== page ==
Job skills and requirements for a nurse educator
To become a nurse educator in the practice setting, you must be a registered nurse with clinical work experience and a master’s degree. The advanced degree must be a Master of Science in Nursing in certain states. Strong teaching skills are ideal but not necessarily required. Instructors with other strengths, such as observation, listening and patience, may find themselves particularly well suited to this role.
Educators also need to understand and uphold standards in nursing informatics, which is the collection, analysis and protection of patient data. This means staying abreast of advancements in the field of nursing informatics, including any new informatics-related responsibilities nurses might have.
To continually provide high-quality instruction, many nurse educators join the National League for Nursing (NLN). Certification through the NLN gives them access to leadership training, webinars, events and other skill-building programs that can inform their curricula, lessons and instruction methods.
Nurse educator salary and career outlook
Nurse educator careers, like other postsecondary teaching careers, are projected to grow 12% through 2031. This growth rate translates to the addition of an estimated 139,600 postsecondary education jobs per year.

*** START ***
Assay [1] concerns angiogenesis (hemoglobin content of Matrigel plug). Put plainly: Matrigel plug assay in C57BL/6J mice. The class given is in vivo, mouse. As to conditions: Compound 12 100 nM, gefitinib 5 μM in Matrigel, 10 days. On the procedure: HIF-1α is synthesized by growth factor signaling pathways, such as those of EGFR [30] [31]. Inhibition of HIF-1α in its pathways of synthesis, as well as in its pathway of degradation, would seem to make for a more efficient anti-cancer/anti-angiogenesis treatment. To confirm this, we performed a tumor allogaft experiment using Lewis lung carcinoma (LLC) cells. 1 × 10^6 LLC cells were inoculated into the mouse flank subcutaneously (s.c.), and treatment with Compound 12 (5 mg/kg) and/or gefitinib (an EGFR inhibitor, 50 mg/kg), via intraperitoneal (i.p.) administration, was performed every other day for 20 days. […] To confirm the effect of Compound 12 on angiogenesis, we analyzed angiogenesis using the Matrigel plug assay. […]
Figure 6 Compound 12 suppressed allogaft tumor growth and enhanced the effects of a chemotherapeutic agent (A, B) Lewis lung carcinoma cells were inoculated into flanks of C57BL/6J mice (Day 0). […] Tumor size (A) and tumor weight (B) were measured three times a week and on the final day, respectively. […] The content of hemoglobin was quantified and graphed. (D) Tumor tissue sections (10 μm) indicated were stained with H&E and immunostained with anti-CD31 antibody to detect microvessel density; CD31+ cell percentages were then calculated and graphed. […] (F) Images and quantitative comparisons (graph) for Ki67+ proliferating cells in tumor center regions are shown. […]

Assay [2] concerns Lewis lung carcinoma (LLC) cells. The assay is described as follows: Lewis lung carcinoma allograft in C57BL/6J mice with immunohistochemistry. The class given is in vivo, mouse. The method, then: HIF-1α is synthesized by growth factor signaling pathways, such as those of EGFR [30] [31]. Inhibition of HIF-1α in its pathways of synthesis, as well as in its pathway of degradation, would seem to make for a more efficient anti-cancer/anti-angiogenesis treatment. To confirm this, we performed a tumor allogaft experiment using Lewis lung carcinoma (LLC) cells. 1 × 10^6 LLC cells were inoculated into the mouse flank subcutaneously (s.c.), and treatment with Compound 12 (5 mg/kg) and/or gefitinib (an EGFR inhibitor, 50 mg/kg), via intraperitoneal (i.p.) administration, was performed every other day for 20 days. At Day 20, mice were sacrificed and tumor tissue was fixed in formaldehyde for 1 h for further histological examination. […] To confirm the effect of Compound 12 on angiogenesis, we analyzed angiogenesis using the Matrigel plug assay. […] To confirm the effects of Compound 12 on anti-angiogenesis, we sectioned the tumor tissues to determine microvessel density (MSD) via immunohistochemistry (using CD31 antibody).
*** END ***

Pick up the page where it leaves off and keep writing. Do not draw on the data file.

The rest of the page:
Much of this career growth is driven by the healthcare needs of the aging U.S. population. Nurse educators will be needed in greater numbers to help educate nurses who provide these services.
Several factors impact nurse educator salaries, depending on employer, location, certifications and years of experience.
To grow familiar with nursing informatics — and improve skills in nursing administration and education — many registered nurses obtain a master’s degree in nursing after they complete their undergraduate degree. This secondary degree can be a bonus to employers who may prefer candidates with additional knowledge and further developed skills for the role.
Salary ranges are not specific to students or graduates of University of Phoenix. Actual outcomes vary based on multiple factors, including prior work experience, geographic location and other factors specific to the individual. University of Phoenix does not guarantee employment, salary level or career advancement. BLS data is not geographically based. Information for a specific state/city can be researched on the BLS website.